Today, I’m commenting on Alison Gibbons’ article in the Times Literary Supplement, “Postmodernism is dead. What comes next?” (12 June 2017, http://www.the-tls.co.uk/articles/public/postmodernism-dead-comes-next/?CMP=Sprkr-_-Editorial-_-TimesLiterarySupplement-_-ArtsandCulture-_-JustTextandlink-_-Statement-_-Unspecified-_-FBPAGE). There are many important questions about Postmodernism which nobody seems to agree on: 1) when did it begin: was it 1960s, 1980s, later even?; 2) is it already dead?; 3) when did Postmodernism die, if it is dead at all?: 1989, 2001, 2008?; 4) if it is dead, what label should we use for the culture of our own time? Post-postmodernism? Other labels being circulated, Gibbons informs us, are, brace yourselves: altermodernism, cosmodernism, digimodernism, metamodernism, performatism, post-digital, post-humanism…
First, allow me to clarify that Gibbons, a lecturer in Stylistics at Hallam University, is concerned specifically with creative or literary fiction, whereas I have always understood Postmodernism as a whole cultural movement better exemplified by certain landmark buildings (Frank Gheary’s Bilbao Guggenheim Museum) or styles of gourmet cooking (Ferran Adrià) than by Literature. This difference, however, might be moot because the point she is raising is also valid for the wider cultural view of Postmodernism.
What is at stake here connects with my previous post about the current obsession with labels. If you allow me, Gibbons’ piece and the many comments it has generated seem to be hinting at a critical failure we don’t know how to solve; she seems to be begging for somebody, please, to offer us a workable label, even if it is parodic (Romanticism was originally intended to mock the poets of this school). I don’t have a solution for this problem (see below…) but if anything astounds me at all about this period of so-called human civilization is its intense narcissism, banality and… disinterest in Literature. Current literary authors are also guilty of the same narcissism and, sorry, banality. Perhaps not even they are interested in Literature.
Let’s assume for the sake of argumentation that Postmodernism began in the 1960s with works such as John Fowles’ The French Lieutenant’s Woman (1969). In this clever novel the author eventually intrudes to a) teach us History lessons about the Victorians, b) claim he has no idea how his characters will behave, which is why readers are offered three possible endings. There is a more or less widespread consensus that Postmodernism in Literature is, above all, playful in diverse degrees of seriousness: its authors question the convention that reality can be represented at all; they introduce many linguistic and textual games which repeatedly break sacred boundaries between high and low culture; they also reject all the grand narratives shaping Humanism, and, perhaps above all, hold the view that History is a slippery matter, or, as historian Hayden White sentenced in 1973, just “an agreed upon fiction”. Gibbons claims that Postmodernist writers show “cool detachment”, thus suggesting that what used to be, precisely, a cool value is now a suspect declaration of emotional frigidity.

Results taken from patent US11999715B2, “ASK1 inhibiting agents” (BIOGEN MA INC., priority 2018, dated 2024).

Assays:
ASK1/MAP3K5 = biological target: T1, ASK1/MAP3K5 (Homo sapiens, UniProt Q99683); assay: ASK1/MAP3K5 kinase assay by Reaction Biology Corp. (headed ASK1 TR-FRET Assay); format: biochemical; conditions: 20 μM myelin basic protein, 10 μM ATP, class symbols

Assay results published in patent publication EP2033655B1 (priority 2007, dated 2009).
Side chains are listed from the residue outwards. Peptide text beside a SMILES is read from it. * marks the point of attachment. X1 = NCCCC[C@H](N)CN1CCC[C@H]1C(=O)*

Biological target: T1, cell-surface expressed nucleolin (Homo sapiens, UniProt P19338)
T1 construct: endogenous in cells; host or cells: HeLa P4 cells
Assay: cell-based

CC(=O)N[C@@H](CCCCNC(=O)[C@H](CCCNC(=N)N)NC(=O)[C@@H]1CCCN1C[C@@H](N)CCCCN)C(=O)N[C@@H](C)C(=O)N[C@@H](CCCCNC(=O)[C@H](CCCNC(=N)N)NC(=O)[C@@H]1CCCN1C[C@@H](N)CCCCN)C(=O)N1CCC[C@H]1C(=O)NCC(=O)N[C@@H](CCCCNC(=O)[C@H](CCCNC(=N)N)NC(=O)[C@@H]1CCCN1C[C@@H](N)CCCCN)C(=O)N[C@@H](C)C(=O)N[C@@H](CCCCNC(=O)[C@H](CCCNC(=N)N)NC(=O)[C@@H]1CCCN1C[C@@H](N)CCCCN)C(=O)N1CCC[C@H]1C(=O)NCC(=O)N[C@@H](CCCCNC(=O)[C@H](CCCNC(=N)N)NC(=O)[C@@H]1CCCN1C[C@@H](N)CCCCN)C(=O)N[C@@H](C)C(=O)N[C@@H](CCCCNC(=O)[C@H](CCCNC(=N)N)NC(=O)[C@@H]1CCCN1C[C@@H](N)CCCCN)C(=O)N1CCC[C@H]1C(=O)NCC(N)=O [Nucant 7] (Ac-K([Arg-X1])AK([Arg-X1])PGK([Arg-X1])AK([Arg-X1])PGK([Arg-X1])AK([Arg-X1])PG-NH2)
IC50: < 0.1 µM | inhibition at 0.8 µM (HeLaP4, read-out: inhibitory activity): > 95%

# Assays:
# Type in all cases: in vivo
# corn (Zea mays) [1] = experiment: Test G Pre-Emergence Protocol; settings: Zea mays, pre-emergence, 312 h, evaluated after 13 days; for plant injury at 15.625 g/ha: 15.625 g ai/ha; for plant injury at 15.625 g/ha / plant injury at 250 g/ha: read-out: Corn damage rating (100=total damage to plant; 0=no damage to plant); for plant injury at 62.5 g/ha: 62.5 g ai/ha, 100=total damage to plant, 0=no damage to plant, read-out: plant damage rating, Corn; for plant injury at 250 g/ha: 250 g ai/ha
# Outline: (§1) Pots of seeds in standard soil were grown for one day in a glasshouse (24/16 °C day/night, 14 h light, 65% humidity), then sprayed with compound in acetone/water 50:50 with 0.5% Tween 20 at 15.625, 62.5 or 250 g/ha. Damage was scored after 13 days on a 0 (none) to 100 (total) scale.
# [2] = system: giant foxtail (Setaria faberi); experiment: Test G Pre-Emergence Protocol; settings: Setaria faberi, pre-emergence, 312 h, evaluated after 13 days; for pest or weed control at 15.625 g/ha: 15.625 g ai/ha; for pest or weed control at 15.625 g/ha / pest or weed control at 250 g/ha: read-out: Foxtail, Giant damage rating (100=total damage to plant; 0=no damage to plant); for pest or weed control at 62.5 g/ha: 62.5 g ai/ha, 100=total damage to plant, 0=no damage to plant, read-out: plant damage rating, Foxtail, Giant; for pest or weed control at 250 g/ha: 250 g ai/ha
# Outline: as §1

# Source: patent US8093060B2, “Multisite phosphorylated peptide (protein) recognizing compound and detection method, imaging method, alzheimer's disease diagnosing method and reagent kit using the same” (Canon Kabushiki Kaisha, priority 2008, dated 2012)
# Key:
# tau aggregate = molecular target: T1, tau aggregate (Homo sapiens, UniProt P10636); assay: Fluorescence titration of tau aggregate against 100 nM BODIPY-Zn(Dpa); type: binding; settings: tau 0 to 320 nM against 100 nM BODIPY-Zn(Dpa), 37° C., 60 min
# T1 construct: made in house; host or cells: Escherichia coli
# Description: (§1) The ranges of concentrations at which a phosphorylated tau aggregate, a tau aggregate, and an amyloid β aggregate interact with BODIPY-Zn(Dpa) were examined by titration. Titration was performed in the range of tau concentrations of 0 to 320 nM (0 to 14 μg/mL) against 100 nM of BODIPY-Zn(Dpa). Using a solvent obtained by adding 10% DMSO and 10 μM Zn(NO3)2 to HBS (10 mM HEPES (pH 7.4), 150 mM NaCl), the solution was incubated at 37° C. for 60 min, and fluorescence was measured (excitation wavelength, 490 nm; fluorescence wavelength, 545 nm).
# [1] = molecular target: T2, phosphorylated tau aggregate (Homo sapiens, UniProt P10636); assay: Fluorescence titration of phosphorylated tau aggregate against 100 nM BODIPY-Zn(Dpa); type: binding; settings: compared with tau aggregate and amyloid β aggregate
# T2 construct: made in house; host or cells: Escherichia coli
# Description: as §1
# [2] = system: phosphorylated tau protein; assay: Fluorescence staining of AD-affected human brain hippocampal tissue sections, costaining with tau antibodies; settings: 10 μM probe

So, what is new in Literature? Gibbons argues that “in today’s cultural climate there appears to be a renewed engagement with history and a revival of mythic meaning-making that the arch-postmodernists would have abhorred”. To begin with, mixing history with myth is what Postmodernism often did: just think of Salman Rushdie, author of the seminal Postmodern novel Midnight Children (1985) and the ill-fated, or ill-fatwaed…, Satanic Verses (1987). If Gibbons means that more and more novels are set in the recent or remote past, she is right although I often get the impression that instead of real commitment they exemplify a (narcissitic) desire to show off on the writers’ side. They claim to have done tons of research and want to be admired for it, as if they were academics (see the current debate between the Oxbridge historians and Hillary Mantel). Then, frequently, the novels deal with times or areas remote from the author’s own, which actually shows a lack of engagement with the history happening on their doorsteps. Let me rephrase this: writing about historical episodes, past or present, can be done with or without an earnest political attitude and this is what I mean by lack of commitment: novels are apolitical today, or blandly liberal, not militant. Why write, in Spain, about 2010s corruption if you can write about the Civil War?
Next, Gibbons notes that when today’s writers obey the impulse to “blur the lines between fiction and reality” and appear in their own texts, as Fowles once did, “their presence is intended to signal realism, rather than to foreground the artifice of the text (…)”. Realism, Gibbons concludes, “is once again a popular mode”. Well, Postmodernism has made readers more sophisticated and they have got tired of literary games that, in time, have gone stale: fiction is fiction and, as such, artificial, and this is a lesson that we all know well by now.